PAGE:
Or, I could just blame Alan Ball.

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Latest Layoffs: Anchor, Longtime Managers Out at WNYW/NY

 

NYs Fox 5:  Spinning in a Vortex of Constant Change

NY's Fox 5: Spinning in a Vortex of Constant Change

The departures at FOX flagship WNYW continue, with former weekend anchor Karen Hepp leaving the station last week, according to reliable New York Daily News reporter Richard Huff.  Hepp’s disappearance from the E. 67th Street studios follows that of entertainment reporter Toni Senecal, who declined an offer of a new contract in favor of a production deal elsewhere.

Behind the scenes, sources say the turnover Tuesday took the jobs of two top managers, Managing Editor Joe Farrington, and early news executive producer Mike Milhaven, both of whom had been with the station for several years.  No comment yet from FOX.

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Latest Layoffs: WCVB/Boston Cuts Jim Morelli

Reporter Jim Morelli, who’s been at WCVB/Boston for five years, was told Friday he’ll be out of work effective April 7, according to “The Scoop” on bostontvnews:  “Jim tells me, “For me, far greater than the loss of income, will be the lost opportunity to spend my working hours with the many friends I’ve made at Channel 5. That is what will stand out for me when I look back on these five years: the wonderful friendships.”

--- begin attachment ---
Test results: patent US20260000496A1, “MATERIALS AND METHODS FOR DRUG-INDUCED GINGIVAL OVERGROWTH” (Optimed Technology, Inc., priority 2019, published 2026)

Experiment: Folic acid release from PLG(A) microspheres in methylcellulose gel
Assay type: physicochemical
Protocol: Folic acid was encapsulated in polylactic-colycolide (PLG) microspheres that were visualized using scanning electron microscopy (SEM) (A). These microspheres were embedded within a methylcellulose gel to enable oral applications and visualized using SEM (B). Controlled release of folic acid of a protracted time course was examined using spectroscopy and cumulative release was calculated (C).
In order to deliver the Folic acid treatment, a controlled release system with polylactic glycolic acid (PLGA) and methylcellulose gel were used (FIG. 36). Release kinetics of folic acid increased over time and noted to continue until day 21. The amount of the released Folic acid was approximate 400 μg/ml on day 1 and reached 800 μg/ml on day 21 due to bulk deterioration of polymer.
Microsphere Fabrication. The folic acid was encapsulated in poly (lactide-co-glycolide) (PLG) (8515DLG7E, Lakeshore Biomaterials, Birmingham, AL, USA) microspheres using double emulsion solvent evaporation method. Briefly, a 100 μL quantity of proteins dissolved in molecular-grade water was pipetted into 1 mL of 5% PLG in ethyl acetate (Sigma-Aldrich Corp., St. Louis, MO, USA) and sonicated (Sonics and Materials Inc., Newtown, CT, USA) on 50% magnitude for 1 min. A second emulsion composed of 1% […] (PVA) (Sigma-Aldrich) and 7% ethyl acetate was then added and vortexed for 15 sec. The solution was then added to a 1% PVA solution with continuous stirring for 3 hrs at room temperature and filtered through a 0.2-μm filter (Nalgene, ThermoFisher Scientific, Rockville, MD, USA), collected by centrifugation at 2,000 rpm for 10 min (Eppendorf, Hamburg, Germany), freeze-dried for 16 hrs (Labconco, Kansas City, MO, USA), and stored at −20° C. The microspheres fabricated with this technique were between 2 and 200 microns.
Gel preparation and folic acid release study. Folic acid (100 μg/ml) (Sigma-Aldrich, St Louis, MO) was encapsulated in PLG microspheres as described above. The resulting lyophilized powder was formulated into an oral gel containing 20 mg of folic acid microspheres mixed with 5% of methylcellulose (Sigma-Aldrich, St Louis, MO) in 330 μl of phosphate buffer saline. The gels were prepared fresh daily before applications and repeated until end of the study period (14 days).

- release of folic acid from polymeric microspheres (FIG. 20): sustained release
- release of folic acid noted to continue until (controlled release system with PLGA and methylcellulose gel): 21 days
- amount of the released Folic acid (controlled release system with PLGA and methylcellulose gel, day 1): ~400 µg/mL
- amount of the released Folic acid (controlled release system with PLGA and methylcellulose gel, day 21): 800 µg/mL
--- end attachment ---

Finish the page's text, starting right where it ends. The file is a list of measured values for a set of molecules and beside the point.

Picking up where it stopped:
Morelli’s an experienced reporter and anchor, who’s pulled gigs in Atlanta and at CNN.  He’s also a published author, and before becoming a journalist worked as a pharmacist and poison control specialist.

Jim Morelli

Morelli’s departure comes as Boston local newsers are still reacting to the sudden departure of WHDH main anchor Randy Price, who apparently anchored his last newscast in 7’s Newsplex on Wednesday, had a meeting with station owner Ed Ansin on Thursday, and was out of the building Friday.

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“Sudden, Devastating:” Media General Layoffs Hit Birmingham, Charleston

Media General’s corporate budget cutting hit two Southern markets Thursday, with employees cut at WCBD/Charleston and WVTM/Birmingham.

WCBD anchor Warren Peper tells the Post and Courier “I’m done.  I’m no longer employed.  It is sudden and it is devastating, but it’s very awkward for me to bemoan my situation.  Many others are losing jobs in the Low Country and around the country.”

Warren Peper/WCBD

Warren Peper/WCBD

The extent of the layoffs at WCBD remains unclear, but Peper told the charleston.net he believed at least one other newsroom employee was cut, a photographer.

In Birmingham, Media General’s WVTM laid off ten, across news, sales and marketing, but no on-air positions were affected. VTM GM Gene Kirkconnell told Birmingham News TV writer Alec Harvey:  “As a result of the continued business recession, WVTM has been affected by lower advertising spending.  Parting with valued employees is difficult.”  Kirkconnell said no more layoffs were anticipated.

FULL DISCLOSURE:  Gene and I worked together at WVTM years ago as the nightside reporter/photog team;  he’s a fantastic guy and close friend.  If anybody feels lousy about putting people out of work, it’s him.

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LA Says “Thanks for Having Us In” to Chatman

After 35 years at KNBC/LA, weekend anchor Furnell Chatman announced in a newsroom email, “I have decided to trade my weekend anchor chair and my weekday reporter’s microphone for a seat along the Louisiana bayou and a mint julep.”

LA Observed has reaction from KNBC News VP Bob Long:  “It’s very much like Chat to act quickly after private reflection.”